Stockton city manager: 'We need new taxes'

dkasler@sacbee.comOctober 2, 2013 

7N30STOCKTON2

Stockton's downtown waterfront district can be a quiet place but is also home the of two minor-league sports teams and other entertainment options.

MANNY CRISOSTOMO — mcrisostomo@sacbee.com

STOCKTON - Officials in this struggling city made the case Tuesday for their plan to exit bankrupty, saying the brunt of the burden will be shouldered by taxpayers and municipal employees and retirees.

City Manager Bob Deis, speaking to reporters at City Council chambers, acknowledged the plan rests heavily on a 3/4-cent sales tax increase that’s on the November ballot.

“We need new taxes; without it, we’re in trouble," Deis said. Without the tax hike, "Stockton is not a viable city anymore."

He predicted the city would have to close its library system and recreational programs, and impose deeper cuts to its fire department. The Stockton plan, first unveiled late Friday, makes no cuts in the city's annual contribution to CalPERS - confirming the stance that the city has taken since filing for Chapter 9 bankruptcy last year. The city's bondholder creditors had earlier complained that CalPERS was getting preferential treatment but have softened their stance in the months since a U.S. bankruptcy judge in Sacramento rejected their plea to have the bankruptcy case thrown out of court, Deis said. That ruling, in April, “helped get the parties together,” he said.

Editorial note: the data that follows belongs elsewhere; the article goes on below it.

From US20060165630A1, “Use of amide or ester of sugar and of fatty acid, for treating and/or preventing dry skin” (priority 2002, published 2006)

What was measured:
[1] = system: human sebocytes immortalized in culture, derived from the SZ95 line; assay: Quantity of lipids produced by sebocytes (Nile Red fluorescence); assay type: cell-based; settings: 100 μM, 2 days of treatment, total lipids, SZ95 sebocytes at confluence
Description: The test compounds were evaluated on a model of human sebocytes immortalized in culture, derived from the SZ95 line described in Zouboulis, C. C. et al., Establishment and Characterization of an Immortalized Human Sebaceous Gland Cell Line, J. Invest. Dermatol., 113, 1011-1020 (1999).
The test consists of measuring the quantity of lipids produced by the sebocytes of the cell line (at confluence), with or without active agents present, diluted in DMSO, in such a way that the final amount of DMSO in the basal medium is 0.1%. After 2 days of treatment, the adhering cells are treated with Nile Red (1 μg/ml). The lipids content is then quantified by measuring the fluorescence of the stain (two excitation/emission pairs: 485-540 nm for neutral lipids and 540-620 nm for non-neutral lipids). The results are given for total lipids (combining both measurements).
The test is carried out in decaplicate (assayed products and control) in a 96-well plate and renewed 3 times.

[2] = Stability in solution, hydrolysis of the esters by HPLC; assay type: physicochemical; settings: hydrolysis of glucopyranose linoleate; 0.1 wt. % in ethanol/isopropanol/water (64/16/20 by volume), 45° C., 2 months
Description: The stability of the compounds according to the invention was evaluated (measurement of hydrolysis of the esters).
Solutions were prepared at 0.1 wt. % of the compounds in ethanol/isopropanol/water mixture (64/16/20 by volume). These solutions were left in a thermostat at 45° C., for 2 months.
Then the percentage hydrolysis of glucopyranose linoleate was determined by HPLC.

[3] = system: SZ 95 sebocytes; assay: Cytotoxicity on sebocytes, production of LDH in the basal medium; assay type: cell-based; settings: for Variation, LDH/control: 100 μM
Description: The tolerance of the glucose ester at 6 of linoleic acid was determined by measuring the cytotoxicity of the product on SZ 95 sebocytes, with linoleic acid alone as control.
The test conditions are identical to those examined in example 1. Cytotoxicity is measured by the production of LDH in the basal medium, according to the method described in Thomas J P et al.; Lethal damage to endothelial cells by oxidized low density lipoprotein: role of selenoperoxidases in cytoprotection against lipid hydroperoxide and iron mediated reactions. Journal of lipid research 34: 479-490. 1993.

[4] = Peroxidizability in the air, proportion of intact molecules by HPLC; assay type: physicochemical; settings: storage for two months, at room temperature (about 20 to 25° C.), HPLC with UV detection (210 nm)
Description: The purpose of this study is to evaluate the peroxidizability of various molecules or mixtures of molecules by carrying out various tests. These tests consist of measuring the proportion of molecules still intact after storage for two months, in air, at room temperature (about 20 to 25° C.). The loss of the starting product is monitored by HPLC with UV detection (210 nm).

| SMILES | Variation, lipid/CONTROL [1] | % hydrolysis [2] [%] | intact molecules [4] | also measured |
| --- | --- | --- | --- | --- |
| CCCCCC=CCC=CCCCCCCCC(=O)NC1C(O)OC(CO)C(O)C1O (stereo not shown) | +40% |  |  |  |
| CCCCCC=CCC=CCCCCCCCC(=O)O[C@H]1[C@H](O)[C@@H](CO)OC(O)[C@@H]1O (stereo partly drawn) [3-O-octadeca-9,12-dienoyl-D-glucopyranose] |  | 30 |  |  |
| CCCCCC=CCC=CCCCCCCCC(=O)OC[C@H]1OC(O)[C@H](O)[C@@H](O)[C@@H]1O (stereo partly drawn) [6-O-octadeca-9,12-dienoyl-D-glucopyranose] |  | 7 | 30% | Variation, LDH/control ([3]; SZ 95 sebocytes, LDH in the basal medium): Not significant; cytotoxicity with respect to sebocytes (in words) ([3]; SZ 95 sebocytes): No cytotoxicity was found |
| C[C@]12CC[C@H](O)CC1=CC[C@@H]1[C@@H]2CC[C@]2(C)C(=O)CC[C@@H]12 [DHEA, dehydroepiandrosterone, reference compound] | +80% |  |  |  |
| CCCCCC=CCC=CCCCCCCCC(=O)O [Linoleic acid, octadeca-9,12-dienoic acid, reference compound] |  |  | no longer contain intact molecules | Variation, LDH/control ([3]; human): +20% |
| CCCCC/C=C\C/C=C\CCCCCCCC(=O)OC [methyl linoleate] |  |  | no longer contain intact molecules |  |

The plan calls for the bond creditors to forfeit about $16 million a year in debt payments, Deis said. However, the city hasn't finalized agreements with some of the bond creditors, and a court fight might be ahead. If deals can't be struck, the city will ask the court to impose a so-called “cram-down” on the recalcitrant creditors, he said. “We’ve done enough negotiating, it’s time to have a deadline,” Deis said.

At the time it filed for Chapter 9 last year, Stockton was the largest city in America to go bankrupt. It has since been surpassed by Detroit, and Deis took pains to differentiate Stockton's situation from Detroit’s. With new taxes and continued fiscal discipline, “we are going to be a going concern,” he said. The bankruptcy plan is to be voted on by the City Council on Thursday. The city’s reorganization plan represents $167 million in restructuring, including massive cuts to city services, reduced employee and retiree compensation, higher taxes and the cuts to bondholders.

The Stockton bankruptcy had shaped up as a war between CalPERS and the bond creditors, a fight that the city was eager to avoid. Deis said the city had no choice but to continue making full payments to CalPERS. The alternative would be to reduce pension benefits by an estimated two thirds, plunge retirees into poverty and watch existing employees flee at a time when the city is trying to beef up its beleaguered police force. “There’ll be a mass exodus of those employees and we won’t be able to fill those positions," Deis said. One of the chief bond creditors, National Public Finance Guarantee, has made an agreement with the city. The city is “close” to making a deal with the other, Assured Guaranty. Together they represent more than $240 million in bond debt.

“We’re pleased to have reached a settlement agreement with the city of Stockton that should expedite its exit from bankruptcy,” National Public spokesman Kevin Brown said by email.

Call The Bee’s Dale Kasler, (916) 321-1066. Follow him on Twitter @dakasler

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